Ukraine ships grain despite Russia Abandoning Brokered U.N. deal
Ukraine has begun shipping grain from its ports despite Russia suspending its partnership in a U.N.-brokered deal that has made it possible for millions of tons of foodstuff to depart the besieged European nation for the wider world amid the war.
Oleksandr Kubrakov, Ukraine’s minister of Infrastructure, said 12 cargo ships loaded with food left the country for Turkey’s Bosphorus Strait for inspection on Monday, according to report.
The ships, loaded with tons of grains had been stranded at the Ukrainian ports as the result of the war. The Black Sea Initiative was agreed to in late July by Russia and Ukraine and was brokered by the U.N. and Turkey, to allow for commercial food exports to leave the three key Ukrainian ports of Odesa, Chornomorsk and Yuzny.
The landmark deal was made amid rising fears of starvation in food-insecure nations and increasing prices of goods on shelves in wealthier countries as Russia’s war in Ukraine halted the export of foodstuffs from the European nation, which, with Russia, is considered the breadbasket of the world as its accounts for about 30% of worldwide wheat and barley export.
When the deal was signed, officials complained that food in Ukrainian ports was just sitting there while countries were calling for shipments.
Officials say that including the 2 million tons that departed Tuesday, some 9.5 million tons have left Ukraine under the deal.
However, Russia’s suspension of its partnership has caused concern over the future of the initiative that has seen prices fall and countries in need receive food, with the United States, Europe and the United Nations calling on Moscow to resume full participation.
According to UPI News, The dozen ships departed Ukraine on Monday as the U.N. Security Council held a meeting called by Russia to discuss its claims that at 4 a.m. Saturday, Ukrainian armed forces used the cloak of night to attack the Russian Black Sea Fleet’s ships in Sevastopol.
Meanwhile, at a Security Council meeting, Russia’s permanent representative to the United Nations, Vassily Nebenzia said Russia’s suspension was due the attack on its vessels by Ukraine.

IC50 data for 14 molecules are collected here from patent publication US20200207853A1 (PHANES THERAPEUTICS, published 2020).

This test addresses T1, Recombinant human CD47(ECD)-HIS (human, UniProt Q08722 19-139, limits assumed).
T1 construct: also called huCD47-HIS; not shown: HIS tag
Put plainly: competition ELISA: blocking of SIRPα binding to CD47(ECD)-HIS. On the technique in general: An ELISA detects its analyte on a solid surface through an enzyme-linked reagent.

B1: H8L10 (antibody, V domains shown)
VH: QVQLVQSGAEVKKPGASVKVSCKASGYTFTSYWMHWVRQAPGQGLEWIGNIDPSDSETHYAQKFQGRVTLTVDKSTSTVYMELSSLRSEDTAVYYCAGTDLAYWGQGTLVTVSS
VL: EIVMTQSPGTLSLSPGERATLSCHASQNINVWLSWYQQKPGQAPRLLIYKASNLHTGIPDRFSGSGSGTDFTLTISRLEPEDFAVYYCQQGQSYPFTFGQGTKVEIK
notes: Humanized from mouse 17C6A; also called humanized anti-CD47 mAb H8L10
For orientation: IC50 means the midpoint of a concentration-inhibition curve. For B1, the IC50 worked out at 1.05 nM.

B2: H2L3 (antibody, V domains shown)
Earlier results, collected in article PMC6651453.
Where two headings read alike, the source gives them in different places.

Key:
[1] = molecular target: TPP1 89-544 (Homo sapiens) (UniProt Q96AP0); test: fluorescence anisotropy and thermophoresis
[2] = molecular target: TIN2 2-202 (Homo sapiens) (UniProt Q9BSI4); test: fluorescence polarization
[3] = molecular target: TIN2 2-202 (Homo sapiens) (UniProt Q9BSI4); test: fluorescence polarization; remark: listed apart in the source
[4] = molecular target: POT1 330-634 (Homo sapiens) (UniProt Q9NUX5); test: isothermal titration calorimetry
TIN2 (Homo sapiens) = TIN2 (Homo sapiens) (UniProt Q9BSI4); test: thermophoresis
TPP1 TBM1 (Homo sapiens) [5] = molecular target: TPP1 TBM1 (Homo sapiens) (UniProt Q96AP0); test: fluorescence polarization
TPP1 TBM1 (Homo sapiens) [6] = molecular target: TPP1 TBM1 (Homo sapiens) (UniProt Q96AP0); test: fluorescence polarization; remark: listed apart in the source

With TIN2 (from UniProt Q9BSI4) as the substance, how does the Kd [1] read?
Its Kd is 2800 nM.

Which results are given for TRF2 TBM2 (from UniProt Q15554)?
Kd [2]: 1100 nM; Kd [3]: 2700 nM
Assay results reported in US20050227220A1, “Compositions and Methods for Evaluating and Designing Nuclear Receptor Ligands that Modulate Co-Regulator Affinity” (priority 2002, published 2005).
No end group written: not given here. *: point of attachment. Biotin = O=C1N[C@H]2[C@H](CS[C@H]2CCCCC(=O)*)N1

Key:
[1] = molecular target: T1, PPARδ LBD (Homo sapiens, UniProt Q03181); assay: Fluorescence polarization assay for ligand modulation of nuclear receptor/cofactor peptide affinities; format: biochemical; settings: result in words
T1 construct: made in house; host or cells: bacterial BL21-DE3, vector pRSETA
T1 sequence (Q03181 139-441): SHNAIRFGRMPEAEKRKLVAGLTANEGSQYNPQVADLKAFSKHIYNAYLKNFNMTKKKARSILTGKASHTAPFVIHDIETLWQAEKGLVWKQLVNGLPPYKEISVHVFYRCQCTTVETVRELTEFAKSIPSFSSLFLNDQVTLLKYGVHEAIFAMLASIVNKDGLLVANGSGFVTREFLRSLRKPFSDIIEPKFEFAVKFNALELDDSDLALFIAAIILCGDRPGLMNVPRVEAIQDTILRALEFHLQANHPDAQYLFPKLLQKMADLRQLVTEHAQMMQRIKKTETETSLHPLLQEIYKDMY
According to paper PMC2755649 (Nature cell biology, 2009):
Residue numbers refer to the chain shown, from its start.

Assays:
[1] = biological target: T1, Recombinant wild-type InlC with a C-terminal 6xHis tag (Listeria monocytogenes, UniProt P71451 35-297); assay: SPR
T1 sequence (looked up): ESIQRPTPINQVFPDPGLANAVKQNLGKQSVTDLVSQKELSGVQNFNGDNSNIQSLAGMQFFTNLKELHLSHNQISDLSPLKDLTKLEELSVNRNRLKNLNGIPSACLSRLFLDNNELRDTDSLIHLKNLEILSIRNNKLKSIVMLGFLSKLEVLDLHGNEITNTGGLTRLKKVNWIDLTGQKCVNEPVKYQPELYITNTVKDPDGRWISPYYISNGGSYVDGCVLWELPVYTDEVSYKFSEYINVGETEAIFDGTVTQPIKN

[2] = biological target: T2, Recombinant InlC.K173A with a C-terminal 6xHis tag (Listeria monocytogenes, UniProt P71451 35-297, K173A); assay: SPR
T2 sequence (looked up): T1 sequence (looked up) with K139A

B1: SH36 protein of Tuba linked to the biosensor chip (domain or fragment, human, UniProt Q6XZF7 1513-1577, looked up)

Nebenzia accused Russia of using the cover of the humanitarian corridor created by the Black Sea Initiative to target its vessels with nine unmanned aerial vehicles and seven autonomous undersea drones, all of which he said were destroyed.
He said the attack involved Canada-manufactured devices and was conducted under British guidance. The attack, he said, violated the pacts of July 22 that created the Black Sea Initiative and “basically ‘shuts the door’ on the humanitarian dimension of the agreements.”
“Due to these acts by Kyiv, the Russian side cannot guarantee safety of civilian vessels taking part in the grain initiative,” he warned. “We do not know what other terrorist attacks Kyiv is plotting with the help of its Western sponsors. That is why we had to suspend the implementation of the grain initiative.”
The Institute for the Study of War supported Russia’s claims that Ukrainian forces “likely” attacked a Grigorovich-class frigate of the Black Sea Fleet near Sevastopol with unmanned surface vehicles. It was unable to verify if any vessels sustained damage.
Martin Griffiths, the under-secretary general for Humanitarian Affairs and Emergency Relief Coordinator, has called on Russia to return to participation in the initiative, asking it to bring its claims to the Joint Coordination Center, which was created to discuss disputes in the deal.
Credit: Darryl Coote, UPI